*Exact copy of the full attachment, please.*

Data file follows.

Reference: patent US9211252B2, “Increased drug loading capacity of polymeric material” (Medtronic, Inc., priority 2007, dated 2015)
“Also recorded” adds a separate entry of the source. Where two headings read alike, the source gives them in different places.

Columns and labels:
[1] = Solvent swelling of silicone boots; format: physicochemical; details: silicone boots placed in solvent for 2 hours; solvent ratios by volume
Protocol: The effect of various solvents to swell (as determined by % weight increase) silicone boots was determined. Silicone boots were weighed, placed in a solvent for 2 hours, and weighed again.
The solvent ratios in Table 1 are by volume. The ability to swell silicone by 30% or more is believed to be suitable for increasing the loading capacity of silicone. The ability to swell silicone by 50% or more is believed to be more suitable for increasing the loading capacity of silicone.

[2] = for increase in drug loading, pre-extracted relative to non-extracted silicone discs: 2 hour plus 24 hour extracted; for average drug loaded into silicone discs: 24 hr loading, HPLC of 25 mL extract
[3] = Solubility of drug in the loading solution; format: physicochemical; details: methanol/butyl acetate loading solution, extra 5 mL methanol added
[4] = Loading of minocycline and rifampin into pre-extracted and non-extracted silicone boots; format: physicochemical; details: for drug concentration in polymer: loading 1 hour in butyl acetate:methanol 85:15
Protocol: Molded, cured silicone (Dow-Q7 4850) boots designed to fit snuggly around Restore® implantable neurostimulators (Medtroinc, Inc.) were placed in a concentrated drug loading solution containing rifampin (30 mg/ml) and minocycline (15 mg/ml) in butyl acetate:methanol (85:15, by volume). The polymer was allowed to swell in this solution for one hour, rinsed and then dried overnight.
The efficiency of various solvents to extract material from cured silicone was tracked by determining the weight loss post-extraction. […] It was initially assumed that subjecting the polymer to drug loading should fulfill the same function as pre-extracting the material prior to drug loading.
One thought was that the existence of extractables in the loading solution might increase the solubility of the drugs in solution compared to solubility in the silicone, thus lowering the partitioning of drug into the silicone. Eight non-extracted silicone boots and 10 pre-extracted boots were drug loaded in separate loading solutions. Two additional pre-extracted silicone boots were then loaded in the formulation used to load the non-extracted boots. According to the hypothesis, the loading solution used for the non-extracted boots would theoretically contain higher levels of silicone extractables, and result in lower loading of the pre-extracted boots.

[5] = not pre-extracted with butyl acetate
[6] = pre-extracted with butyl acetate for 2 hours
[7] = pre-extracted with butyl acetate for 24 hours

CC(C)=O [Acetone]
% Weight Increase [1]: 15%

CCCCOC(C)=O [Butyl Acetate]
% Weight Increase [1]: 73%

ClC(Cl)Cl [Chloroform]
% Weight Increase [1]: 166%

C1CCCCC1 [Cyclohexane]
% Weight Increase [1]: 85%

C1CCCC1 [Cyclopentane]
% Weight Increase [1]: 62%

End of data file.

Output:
Reference: patent US9211252B2, “Increased drug loading capacity of polymeric material” (Medtronic, Inc., priority 2007, dated 2015)
“Also recorded” adds a separate entry of the source. Where two headings read alike, the source gives them in different places.

Columns and labels:
[1] = Solvent swelling of silicone boots; format: physicochemical; details: silicone boots placed in solvent for 2 hours; solvent ratios by volume
Protocol: The effect of various solvents to swell (as determined by % weight increase) silicone boots was determined. Silicone boots were weighed, placed in a solvent for 2 hours, and weighed again.
The solvent ratios in Table 1 are by volume. The ability to swell silicone by 30% or more is believed to be suitable for increasing the loading capacity of silicone. The ability to swell silicone by 50% or more is believed to be more suitable for increasing the loading capacity of silicone.

[2] = for increase in drug loading, pre-extracted relative to non-extracted silicone discs: 2 hour plus 24 hour extracted; for average drug loaded into silicone discs: 24 hr loading, HPLC of 25 mL extract
[3] = Solubility of drug in the loading solution; format: physicochemical; details: methanol/butyl acetate loading solution, extra 5 mL methanol added
[4] = Loading of minocycline and rifampin into pre-extracted and non-extracted silicone boots; format: physicochemical; details: for drug concentration in polymer: loading 1 hour in butyl acetate:methanol 85:15
Protocol: Molded, cured silicone (Dow-Q7 4850) boots designed to fit snuggly around Restore® implantable neurostimulators (Medtroinc, Inc.) were placed in a concentrated drug loading solution containing rifampin (30 mg/ml) and minocycline (15 mg/ml) in butyl acetate:methanol (85:15, by volume). The polymer was allowed to swell in this solution for one hour, rinsed and then dried overnight.
The efficiency of various solvents to extract material from cured silicone was tracked by determining the weight loss post-extraction. […] It was initially assumed that subjecting the polymer to drug loading should fulfill the same function as pre-extracting the material prior to drug loading.
One thought was that the existence of extractables in the loading solution might increase the solubility of the drugs in solution compared to solubility in the silicone, thus lowering the partitioning of drug into the silicone. Eight non-extracted silicone boots and 10 pre-extracted boots were drug loaded in separate loading solutions. Two additional pre-extracted silicone boots were then loaded in the formulation used to load the non-extracted boots. According to the hypothesis, the loading solution used for the non-extracted boots would theoretically contain higher levels of silicone extractables, and result in lower loading of the pre-extracted boots.

[5] = not pre-extracted with butyl acetate
[6] = pre-extracted with butyl acetate for 2 hours
[7] = pre-extracted with butyl acetate for 24 hours

CC(C)=O [Acetone]
% Weight Increase [1]: 15%

CCCCOC(C)=O [Butyl Acetate]
% Weight Increase [1]: 73%

ClC(Cl)Cl [Chloroform]
% Weight Increase [1]: 166%

C1CCCCC1 [Cyclohexane]
% Weight Increase [1]: 85%

C1CCCC1 [Cyclopentane]
% Weight Increase [1]: 62%